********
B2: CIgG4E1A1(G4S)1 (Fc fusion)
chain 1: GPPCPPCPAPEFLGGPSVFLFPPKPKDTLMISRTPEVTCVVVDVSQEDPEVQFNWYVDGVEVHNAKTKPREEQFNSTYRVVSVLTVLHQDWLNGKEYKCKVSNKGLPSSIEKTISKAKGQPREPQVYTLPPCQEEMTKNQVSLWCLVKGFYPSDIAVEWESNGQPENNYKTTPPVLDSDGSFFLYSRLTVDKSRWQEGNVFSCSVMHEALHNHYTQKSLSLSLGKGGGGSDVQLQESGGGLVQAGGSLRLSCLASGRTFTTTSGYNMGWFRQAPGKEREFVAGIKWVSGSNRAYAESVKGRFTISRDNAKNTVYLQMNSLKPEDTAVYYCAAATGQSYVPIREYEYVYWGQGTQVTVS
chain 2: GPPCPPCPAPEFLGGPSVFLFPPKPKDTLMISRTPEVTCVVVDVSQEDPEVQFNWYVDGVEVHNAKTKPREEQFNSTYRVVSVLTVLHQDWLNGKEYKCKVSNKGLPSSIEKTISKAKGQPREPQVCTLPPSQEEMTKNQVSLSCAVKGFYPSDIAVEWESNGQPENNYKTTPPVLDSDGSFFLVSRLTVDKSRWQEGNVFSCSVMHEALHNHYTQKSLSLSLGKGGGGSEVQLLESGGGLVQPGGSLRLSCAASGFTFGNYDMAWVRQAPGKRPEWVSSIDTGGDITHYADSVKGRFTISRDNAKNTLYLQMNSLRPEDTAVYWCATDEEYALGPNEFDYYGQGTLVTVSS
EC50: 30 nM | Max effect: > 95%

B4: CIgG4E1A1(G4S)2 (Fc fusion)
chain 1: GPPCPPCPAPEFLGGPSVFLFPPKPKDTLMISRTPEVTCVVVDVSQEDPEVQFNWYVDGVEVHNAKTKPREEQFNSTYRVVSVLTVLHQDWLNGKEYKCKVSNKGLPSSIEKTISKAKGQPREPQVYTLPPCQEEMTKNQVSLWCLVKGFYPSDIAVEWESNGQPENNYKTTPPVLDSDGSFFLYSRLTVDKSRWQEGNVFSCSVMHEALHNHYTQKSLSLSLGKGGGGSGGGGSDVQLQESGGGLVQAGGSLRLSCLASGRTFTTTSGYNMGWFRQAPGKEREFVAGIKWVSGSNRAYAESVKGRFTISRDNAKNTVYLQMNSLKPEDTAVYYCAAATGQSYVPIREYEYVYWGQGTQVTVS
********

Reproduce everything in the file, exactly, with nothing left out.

B2: CIgG4E1A1(G4S)1 (Fc fusion)
chain 1: GPPCPPCPAPEFLGGPSVFLFPPKPKDTLMISRTPEVTCVVVDVSQEDPEVQFNWYVDGVEVHNAKTKPREEQFNSTYRVVSVLTVLHQDWLNGKEYKCKVSNKGLPSSIEKTISKAKGQPREPQVYTLPPCQEEMTKNQVSLWCLVKGFYPSDIAVEWESNGQPENNYKTTPPVLDSDGSFFLYSRLTVDKSRWQEGNVFSCSVMHEALHNHYTQKSLSLSLGKGGGGSDVQLQESGGGLVQAGGSLRLSCLASGRTFTTTSGYNMGWFRQAPGKEREFVAGIKWVSGSNRAYAESVKGRFTISRDNAKNTVYLQMNSLKPEDTAVYYCAAATGQSYVPIREYEYVYWGQGTQVTVS
chain 2: GPPCPPCPAPEFLGGPSVFLFPPKPKDTLMISRTPEVTCVVVDVSQEDPEVQFNWYVDGVEVHNAKTKPREEQFNSTYRVVSVLTVLHQDWLNGKEYKCKVSNKGLPSSIEKTISKAKGQPREPQVCTLPPSQEEMTKNQVSLSCAVKGFYPSDIAVEWESNGQPENNYKTTPPVLDSDGSFFLVSRLTVDKSRWQEGNVFSCSVMHEALHNHYTQKSLSLSLGKGGGGSEVQLLESGGGLVQPGGSLRLSCAASGFTFGNYDMAWVRQAPGKRPEWVSSIDTGGDITHYADSVKGRFTISRDNAKNTLYLQMNSLRPEDTAVYWCATDEEYALGPNEFDYYGQGTLVTVSS
EC50: 30 nM | Max effect: > 95%

B4: CIgG4E1A1(G4S)2 (Fc fusion)
chain 1: GPPCPPCPAPEFLGGPSVFLFPPKPKDTLMISRTPEVTCVVVDVSQEDPEVQFNWYVDGVEVHNAKTKPREEQFNSTYRVVSVLTVLHQDWLNGKEYKCKVSNKGLPSSIEKTISKAKGQPREPQVYTLPPCQEEMTKNQVSLWCLVKGFYPSDIAVEWESNGQPENNYKTTPPVLDSDGSFFLYSRLTVDKSRWQEGNVFSCSVMHEALHNHYTQKSLSLSLGKGGGGSGGGGSDVQLQESGGGLVQAGGSLRLSCLASGRTFTTTSGYNMGWFRQAPGKEREFVAGIKWVSGSNRAYAESVKGRFTISRDNAKNTVYLQMNSLKPEDTAVYYCAAATGQSYVPIREYEYVYWGQGTQVTVS